Douglas County Past: Superior native vies for 'Miss America'; poundmaster, citizen wrangle over cow

From the Aug. 8, 1902 Telegram: "The poundmaster’s story is as follows: He was taking up a cow near the Normal School and had her tied to his wagon when Mr. McNally came along and proceeded to take charge of the animal."

Douglas County Past graphic
Gary Meader / Duluth News Tribune
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Aug. 5, 1947

Finnell gets $303 fine for whiskey sales

Otto Finnell, Lake Nebagamon tavern operator, was fined $300 and costs of $3 Tuesday afternoon on a charge of selling liquor to minors by Acting Municipal Judge John J. Fisher.

Listen: Roth's department store in Superior was ahead of its time

Finnell pleaded guilty to the charge, in which District Attorney Andy Borg and Assistant District Attorney Douglas Moodie said the Lake Nebagamon tavern keeper had sold intoxicating liquor to Donald J. Soderberg, Donald R. Bredahl and Robert G. Marshall on the night of June 12.

Alfred Anderson, 56-year-old Lake Nebagamon resident, died of injuries resulting from a brawl in the village of Lake Nebagamon on June 12. The victim was en route home from a lodge meeting when he became involved in a fight near the Christie filling station. Floyd Christie, former undersheriff, also was badly beaten.


Soderberg faces a charge of manslaughter in connection with the death, and Bredahl is charged with assault with intent to do great bodily harm. Russell Ennis, proprietor of the Garden Tavern where the youths had obtained liquor earlier in the evening, paid $250 and costs on his appearance before Municipal Judge Claude Cooper shortly after the death of Anderson.

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Some 400 Superior boys took advantage of the two-day baseball clinic which was held at Municipal Stadium Tuesday and Wednesday. Here Hank Ertman, first baseman for the Blues, watches as Buddy Sandberg works on bunting technique. Aug. 7, 1947 Telegram
Superior Public Library / Superior Telegram

Pushmobile derby short on wheels

A shortage of wheels has caused the annual pushmobile contest being sponsored by the city recreational department to be postponed until some future date.

Memorabilia from Dave Bancroft’s life and career will be on display starting Saturday, July 23, at the Douglas County Historical Society.
Archive Dive is a monthly podcast hosted by reporter Maria Lockwood. Episodes dip into the archives of historic events, people and places in Superior and Douglas County with local historians.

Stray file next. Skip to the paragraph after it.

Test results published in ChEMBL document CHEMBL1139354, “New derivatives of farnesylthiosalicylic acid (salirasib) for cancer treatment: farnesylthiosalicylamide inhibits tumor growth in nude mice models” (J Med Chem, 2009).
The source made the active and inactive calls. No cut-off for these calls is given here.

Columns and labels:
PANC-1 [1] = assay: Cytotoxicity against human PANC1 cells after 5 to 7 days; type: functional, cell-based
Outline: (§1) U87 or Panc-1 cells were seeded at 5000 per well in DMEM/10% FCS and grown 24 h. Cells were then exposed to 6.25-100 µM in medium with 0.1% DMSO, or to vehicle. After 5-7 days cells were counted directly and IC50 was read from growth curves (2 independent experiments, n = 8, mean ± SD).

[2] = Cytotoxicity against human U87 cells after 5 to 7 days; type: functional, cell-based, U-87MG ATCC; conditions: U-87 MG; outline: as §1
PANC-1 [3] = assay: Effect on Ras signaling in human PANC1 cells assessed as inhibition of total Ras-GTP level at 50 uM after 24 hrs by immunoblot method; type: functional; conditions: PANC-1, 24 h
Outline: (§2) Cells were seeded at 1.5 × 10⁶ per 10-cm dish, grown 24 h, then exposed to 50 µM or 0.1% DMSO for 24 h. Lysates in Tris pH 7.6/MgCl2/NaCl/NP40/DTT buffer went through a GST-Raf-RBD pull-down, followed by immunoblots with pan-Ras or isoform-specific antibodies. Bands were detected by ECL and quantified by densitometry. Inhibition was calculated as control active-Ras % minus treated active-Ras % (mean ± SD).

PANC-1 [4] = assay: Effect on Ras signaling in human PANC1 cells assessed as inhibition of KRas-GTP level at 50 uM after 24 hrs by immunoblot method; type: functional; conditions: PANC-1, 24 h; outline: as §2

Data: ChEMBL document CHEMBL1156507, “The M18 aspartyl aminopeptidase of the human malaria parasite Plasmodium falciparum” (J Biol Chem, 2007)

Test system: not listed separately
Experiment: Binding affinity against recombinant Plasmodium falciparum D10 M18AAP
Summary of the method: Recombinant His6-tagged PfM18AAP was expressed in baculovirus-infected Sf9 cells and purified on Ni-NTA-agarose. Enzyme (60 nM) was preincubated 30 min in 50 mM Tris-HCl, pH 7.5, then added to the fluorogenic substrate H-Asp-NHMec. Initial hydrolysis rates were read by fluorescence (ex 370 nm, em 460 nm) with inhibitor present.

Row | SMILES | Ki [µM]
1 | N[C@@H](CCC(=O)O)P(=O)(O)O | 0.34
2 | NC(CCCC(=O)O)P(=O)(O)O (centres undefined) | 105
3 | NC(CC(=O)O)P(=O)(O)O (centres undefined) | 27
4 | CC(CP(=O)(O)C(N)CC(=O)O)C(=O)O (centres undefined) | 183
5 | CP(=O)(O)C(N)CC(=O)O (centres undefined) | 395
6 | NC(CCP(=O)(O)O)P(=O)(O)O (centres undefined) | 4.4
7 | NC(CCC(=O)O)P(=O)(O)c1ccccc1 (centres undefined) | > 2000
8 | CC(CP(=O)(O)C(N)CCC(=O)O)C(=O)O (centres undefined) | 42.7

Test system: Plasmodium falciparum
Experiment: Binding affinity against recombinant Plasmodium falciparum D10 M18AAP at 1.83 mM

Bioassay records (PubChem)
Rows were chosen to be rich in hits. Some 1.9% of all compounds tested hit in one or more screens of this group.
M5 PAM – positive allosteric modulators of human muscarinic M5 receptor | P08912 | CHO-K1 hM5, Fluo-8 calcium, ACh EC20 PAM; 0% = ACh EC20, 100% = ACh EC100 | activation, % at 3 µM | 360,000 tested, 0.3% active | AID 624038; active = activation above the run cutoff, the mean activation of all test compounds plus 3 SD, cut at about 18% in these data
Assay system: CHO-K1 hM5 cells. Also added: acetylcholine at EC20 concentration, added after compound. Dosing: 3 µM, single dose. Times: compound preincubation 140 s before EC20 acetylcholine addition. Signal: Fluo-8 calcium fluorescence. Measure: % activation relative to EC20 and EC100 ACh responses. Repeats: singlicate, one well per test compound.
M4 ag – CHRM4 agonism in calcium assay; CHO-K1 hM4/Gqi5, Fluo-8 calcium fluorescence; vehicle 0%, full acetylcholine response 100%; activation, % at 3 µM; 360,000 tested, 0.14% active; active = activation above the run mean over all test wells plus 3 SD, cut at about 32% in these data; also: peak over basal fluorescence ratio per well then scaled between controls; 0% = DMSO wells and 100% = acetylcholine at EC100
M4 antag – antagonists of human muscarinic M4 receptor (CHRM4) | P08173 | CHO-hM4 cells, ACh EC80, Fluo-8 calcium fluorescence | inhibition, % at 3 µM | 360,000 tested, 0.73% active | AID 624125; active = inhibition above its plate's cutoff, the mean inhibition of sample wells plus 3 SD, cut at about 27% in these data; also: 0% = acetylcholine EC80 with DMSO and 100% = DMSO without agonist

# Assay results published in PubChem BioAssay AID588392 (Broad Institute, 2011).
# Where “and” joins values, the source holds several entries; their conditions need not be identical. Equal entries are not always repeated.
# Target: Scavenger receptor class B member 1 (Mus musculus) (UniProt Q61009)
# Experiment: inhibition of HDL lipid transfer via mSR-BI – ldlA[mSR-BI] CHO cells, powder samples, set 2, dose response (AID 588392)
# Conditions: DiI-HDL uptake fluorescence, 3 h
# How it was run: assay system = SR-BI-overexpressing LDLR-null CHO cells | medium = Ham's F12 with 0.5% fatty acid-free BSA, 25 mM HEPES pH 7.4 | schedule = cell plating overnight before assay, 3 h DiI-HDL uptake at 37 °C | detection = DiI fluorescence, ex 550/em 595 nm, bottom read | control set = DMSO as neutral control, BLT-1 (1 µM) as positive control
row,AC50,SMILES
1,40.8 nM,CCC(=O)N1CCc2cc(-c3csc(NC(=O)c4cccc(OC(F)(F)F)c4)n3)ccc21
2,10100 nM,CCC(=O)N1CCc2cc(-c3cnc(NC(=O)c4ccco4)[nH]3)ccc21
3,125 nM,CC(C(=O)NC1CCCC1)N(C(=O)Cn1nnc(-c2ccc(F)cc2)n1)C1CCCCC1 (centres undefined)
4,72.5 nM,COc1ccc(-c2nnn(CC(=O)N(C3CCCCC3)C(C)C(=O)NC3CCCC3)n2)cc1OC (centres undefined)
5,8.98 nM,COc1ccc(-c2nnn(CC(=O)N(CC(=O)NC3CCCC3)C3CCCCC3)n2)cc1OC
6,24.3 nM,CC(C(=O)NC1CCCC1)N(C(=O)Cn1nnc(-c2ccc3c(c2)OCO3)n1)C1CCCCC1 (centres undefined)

Don Yaworski donated paintings and slides by his father, Alex F. Yaworski, and uncle, Tony Yaworski, to the community where they grew up.

Julius Juel, city recreational director, said Tuesday that the chariots have been under construction by the children of the playground and are about completed with the exception of the wheels and axles.

Even scavenger hunts have failed to produce the necessary wheels and as a last resort Juel has appealed to the public to give the children any wheels they may have around their premises. Anyone with wheels and axles from wagons, tricycles, scooters, buggies, etc. is asked to call 3993 and members of the recreation department will call for them.

Aug. 6, 1902

City news

Capt. Brennan’s automobile –Street Commissioner Brennan will hereafter do less walking and wheeling in making his rounds of the city streets. He has made a dicker with the city whereby he is allowed the use of one of the cast off fire department horses. He is to furnish barn, buggy and harness, while the city pays for the feed.


Another job for street car company –Main Street on Connor’s Point is in need of replanking and the city wants the street car company to do the work. City Attorney Lyons and Mayor O’Hare are looking up the legal phase of the question to determine whether the company can be compelled to do the work.

The first hunting license –The first hunting license of the season has been issued by the county clerk. It went to Robert Anderson of South Range and was issued on the 31st of July. On the same day the clerk issued one to William Frederickson, also of South Range.

Aug. 6, 1947

Former Superior girl to enter national competition

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Secretary of State Robert Farrell Jr., Oregon, is shown here at Seaside, Oregon as he places a crown on the head of Jo Ann Amorde, Sutherlin High School teacher, formerly of Superior, winner of the “Miss Oregon contest.” Aug. 6, 1947 Telegram
Superior Public Library / Superior Telegram

When the “Miss America” contest gets underway in September at Atlantic City, New Jersey, Superior will again be in the spotlight. For one of the most attractive contestants will be Miss Jo Ann Amorde, 20, who was recently crowned as “Miss Oregon” and is a native of Superior.

Jo Ann, who is now a school teacher instructing in science and music at Sutherlin High School, Seaside, Oregon, was born in Superior, graduated from Central High School and attended Superior State College.

The combination that led to her being chosen as Miss Oregon, according to reports from Seaside, were her blond beauty, brains and “soulful” singing of “Alice Blue Gown.”

Aug. 8, 1902


City news

Long distance chess – George Hughes of the East End is in the midst of a chess game which is interesting the devotees of that game in this city. He is playing a close match with Fred Dole, formerly of Superior, who is now in Arkansas. They are at about the 20th move. Superior players have recently carried on several correspondence games. Some of them last for several months.